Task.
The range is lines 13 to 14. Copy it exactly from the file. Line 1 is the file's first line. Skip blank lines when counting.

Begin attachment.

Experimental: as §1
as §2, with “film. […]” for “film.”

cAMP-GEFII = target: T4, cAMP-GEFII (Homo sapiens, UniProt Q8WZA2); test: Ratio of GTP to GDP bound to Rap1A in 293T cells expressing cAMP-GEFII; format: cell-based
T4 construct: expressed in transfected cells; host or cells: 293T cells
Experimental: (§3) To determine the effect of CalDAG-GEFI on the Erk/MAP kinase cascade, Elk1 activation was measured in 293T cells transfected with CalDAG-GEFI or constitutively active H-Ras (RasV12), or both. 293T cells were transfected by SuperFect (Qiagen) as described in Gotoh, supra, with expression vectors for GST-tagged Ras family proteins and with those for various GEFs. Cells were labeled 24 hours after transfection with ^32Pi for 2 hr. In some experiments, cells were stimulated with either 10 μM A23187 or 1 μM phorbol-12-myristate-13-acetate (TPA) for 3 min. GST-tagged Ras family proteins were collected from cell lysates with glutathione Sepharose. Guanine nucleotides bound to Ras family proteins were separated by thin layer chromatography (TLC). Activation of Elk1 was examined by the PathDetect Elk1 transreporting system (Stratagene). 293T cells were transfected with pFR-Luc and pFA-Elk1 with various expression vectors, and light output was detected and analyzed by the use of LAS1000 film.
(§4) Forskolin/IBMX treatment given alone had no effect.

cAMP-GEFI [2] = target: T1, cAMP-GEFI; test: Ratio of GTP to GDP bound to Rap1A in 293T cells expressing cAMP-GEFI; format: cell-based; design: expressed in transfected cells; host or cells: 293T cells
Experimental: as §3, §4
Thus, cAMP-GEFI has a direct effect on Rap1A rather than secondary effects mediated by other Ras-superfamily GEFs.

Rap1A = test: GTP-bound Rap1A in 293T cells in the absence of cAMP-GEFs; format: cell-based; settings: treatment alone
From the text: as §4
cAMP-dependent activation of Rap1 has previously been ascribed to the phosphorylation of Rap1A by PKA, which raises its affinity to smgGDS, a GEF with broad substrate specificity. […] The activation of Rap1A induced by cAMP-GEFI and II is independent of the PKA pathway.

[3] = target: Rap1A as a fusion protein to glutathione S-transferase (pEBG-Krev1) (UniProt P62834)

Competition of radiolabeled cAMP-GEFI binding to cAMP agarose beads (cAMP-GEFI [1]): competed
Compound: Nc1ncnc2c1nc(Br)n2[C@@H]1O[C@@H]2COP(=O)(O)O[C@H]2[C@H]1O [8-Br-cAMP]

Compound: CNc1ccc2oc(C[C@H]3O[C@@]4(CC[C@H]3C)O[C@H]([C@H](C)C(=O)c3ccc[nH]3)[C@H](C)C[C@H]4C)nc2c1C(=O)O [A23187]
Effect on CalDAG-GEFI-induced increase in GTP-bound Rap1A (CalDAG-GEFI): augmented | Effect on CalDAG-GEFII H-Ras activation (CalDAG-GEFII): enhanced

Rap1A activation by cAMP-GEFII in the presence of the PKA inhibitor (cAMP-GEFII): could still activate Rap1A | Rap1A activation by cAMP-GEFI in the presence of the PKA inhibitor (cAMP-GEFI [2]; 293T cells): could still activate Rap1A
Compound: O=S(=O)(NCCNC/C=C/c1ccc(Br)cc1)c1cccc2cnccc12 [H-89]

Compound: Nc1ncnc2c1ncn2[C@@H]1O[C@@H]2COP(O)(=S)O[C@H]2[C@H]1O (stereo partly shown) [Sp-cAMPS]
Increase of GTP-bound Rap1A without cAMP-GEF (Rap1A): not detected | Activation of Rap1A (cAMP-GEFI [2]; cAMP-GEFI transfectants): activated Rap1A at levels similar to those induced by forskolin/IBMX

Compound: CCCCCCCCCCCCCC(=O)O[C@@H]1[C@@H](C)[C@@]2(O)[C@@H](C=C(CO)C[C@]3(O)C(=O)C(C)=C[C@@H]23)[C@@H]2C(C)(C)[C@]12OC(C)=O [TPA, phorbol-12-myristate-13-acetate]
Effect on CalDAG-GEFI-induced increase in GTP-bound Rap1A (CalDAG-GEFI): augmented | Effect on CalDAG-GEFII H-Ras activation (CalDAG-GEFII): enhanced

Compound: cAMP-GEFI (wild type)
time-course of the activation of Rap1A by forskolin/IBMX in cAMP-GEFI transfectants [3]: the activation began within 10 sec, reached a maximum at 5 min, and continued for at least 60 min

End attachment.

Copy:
[3] = target: Rap1A as a fusion protein to glutathione S-transferase (pEBG-Krev1) (UniProt P62834)

Competition of radiolabeled cAMP-GEFI binding to cAMP agarose beads (cAMP-GEFI [1]): competed